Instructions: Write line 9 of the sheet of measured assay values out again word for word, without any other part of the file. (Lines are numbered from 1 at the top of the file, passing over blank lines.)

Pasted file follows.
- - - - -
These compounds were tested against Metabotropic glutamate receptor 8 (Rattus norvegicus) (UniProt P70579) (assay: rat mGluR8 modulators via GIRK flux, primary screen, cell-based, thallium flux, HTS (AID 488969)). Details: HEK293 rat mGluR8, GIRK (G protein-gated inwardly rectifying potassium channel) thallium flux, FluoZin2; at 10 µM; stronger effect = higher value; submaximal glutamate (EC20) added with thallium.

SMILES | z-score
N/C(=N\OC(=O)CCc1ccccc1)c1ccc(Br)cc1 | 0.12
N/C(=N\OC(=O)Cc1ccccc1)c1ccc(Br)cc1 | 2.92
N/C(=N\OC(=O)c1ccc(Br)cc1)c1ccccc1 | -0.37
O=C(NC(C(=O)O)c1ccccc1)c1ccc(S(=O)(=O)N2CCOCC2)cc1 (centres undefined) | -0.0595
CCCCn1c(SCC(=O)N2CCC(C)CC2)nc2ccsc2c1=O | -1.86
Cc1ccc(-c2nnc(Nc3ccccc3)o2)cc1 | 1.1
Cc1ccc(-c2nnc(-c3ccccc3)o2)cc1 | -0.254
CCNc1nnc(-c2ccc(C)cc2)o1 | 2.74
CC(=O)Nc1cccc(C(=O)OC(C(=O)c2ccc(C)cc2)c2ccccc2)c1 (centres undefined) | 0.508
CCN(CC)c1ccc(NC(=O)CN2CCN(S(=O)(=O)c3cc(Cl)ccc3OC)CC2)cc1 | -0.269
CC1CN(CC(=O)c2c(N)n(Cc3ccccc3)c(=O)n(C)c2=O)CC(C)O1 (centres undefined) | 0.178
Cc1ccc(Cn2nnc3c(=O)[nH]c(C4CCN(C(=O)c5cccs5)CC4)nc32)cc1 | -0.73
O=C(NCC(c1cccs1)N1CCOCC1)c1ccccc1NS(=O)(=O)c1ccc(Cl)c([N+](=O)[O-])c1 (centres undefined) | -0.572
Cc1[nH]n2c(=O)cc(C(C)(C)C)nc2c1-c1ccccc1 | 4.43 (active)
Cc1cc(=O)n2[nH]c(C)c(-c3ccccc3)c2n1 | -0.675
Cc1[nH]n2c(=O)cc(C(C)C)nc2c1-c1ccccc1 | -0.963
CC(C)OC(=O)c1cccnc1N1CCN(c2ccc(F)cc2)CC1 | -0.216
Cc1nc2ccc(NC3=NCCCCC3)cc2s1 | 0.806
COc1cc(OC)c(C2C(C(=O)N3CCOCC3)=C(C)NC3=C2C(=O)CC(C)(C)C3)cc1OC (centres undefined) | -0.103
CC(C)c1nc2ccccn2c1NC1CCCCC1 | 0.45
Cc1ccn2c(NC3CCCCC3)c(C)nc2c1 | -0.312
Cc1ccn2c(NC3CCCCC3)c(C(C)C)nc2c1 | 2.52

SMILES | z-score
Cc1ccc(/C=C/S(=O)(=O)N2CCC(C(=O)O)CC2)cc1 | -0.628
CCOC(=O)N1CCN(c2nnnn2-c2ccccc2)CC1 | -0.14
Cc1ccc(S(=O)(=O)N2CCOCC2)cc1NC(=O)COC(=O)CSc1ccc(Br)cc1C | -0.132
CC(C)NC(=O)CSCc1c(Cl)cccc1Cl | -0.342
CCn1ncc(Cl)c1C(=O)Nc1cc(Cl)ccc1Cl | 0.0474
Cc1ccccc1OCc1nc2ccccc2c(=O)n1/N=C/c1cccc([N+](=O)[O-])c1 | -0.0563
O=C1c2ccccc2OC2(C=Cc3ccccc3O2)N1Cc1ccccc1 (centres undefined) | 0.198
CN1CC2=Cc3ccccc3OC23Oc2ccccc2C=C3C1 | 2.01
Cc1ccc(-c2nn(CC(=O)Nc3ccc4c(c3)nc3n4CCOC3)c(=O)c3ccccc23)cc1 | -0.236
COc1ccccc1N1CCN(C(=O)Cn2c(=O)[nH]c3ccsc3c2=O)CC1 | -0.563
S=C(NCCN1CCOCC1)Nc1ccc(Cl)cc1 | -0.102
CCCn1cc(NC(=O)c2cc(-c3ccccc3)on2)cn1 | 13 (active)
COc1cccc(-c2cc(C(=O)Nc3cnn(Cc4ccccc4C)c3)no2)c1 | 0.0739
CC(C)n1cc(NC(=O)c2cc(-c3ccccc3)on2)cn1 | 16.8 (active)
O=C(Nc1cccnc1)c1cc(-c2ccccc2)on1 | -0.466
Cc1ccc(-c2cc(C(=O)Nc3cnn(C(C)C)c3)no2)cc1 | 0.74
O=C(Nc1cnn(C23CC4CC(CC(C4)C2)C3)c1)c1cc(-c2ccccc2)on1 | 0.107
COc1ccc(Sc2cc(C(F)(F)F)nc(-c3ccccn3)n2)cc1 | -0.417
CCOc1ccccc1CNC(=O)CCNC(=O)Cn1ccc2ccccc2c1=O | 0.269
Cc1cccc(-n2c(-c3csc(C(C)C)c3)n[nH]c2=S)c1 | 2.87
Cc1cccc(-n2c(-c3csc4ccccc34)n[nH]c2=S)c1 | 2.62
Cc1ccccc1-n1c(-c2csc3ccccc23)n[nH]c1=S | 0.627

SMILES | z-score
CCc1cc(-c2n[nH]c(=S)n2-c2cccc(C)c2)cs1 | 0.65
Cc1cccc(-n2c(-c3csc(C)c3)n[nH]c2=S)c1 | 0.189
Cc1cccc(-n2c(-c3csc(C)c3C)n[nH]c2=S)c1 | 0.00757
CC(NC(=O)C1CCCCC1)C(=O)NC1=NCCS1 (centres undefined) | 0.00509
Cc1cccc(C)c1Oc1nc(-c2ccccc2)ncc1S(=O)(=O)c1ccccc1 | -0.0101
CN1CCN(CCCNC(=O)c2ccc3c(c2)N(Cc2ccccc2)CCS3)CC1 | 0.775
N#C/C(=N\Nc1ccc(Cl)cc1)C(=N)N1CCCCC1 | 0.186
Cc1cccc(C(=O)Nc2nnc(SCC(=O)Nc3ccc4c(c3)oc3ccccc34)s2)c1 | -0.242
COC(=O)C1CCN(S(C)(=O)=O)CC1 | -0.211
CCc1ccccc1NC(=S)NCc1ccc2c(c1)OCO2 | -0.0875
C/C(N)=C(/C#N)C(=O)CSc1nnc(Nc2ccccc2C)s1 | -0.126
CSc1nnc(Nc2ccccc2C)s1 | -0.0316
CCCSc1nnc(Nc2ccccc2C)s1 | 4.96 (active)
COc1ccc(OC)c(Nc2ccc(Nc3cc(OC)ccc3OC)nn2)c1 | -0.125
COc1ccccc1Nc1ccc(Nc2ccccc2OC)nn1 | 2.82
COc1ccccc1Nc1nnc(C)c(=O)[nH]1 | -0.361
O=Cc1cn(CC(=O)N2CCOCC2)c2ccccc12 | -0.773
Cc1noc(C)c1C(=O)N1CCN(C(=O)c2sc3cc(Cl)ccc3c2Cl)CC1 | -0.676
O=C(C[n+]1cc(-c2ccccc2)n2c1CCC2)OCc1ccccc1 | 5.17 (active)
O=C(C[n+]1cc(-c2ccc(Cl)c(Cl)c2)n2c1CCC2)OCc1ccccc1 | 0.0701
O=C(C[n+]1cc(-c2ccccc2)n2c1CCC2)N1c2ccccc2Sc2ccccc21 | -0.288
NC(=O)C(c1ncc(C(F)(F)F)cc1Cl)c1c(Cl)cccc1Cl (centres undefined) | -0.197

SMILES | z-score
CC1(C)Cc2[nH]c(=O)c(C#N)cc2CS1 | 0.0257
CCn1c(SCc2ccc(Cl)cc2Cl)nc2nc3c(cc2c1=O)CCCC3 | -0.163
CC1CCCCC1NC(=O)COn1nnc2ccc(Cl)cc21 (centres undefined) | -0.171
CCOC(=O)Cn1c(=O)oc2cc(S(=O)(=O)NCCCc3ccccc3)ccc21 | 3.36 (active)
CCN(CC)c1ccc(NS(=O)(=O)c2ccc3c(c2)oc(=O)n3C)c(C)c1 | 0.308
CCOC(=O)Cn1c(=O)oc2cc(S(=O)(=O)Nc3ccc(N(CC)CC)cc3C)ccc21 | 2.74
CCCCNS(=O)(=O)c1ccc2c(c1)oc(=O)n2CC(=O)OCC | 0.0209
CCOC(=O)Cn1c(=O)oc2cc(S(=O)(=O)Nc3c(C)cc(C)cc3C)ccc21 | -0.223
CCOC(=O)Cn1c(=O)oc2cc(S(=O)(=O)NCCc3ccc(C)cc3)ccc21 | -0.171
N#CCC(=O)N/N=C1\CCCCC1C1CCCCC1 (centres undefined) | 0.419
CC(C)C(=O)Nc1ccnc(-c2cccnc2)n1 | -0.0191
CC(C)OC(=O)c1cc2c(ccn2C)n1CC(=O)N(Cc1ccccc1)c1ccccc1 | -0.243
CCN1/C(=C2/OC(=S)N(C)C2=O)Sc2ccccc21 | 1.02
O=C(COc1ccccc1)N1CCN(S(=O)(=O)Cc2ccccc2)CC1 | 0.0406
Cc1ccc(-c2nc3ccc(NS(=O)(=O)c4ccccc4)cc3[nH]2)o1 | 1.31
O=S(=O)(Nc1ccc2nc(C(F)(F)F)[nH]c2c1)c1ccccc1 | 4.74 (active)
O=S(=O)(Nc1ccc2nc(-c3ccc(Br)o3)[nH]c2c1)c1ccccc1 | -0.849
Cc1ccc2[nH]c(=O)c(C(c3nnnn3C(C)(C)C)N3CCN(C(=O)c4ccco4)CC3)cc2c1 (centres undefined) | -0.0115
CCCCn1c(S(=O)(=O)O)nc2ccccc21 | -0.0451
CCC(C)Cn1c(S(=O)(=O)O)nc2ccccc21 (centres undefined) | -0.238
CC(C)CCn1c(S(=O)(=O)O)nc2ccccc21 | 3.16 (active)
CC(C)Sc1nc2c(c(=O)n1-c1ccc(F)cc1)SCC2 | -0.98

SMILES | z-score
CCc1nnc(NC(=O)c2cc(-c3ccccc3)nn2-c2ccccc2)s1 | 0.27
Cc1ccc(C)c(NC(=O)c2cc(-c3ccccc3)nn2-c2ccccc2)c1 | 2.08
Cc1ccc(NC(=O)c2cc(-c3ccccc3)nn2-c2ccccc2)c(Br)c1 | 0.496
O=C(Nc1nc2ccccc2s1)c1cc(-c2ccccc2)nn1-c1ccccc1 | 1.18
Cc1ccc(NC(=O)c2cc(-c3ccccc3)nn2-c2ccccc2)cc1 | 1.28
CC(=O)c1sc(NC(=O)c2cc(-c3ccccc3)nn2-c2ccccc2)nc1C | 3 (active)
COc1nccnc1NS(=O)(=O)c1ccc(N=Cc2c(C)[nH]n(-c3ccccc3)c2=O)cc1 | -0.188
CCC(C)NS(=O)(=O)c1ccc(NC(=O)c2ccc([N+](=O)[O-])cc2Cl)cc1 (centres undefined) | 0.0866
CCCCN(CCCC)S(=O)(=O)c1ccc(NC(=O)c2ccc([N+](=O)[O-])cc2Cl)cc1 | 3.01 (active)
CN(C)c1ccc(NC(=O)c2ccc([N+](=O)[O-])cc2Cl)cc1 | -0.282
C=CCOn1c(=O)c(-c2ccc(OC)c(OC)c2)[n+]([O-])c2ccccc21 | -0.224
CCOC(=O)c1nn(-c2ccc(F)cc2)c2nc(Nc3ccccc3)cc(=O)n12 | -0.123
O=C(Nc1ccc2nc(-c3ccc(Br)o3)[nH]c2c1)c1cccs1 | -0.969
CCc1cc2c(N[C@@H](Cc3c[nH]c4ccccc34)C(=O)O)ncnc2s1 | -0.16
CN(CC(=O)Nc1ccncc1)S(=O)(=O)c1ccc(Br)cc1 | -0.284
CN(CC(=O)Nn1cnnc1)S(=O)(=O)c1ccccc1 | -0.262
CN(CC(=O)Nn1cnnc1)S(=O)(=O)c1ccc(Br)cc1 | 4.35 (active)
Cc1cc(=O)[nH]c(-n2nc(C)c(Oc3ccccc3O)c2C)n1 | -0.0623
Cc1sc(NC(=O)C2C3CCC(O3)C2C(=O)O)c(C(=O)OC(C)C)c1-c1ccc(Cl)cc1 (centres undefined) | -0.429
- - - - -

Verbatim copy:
Cc1ccc(-c2nnc(-c3ccccc3)o2)cc1 | -0.254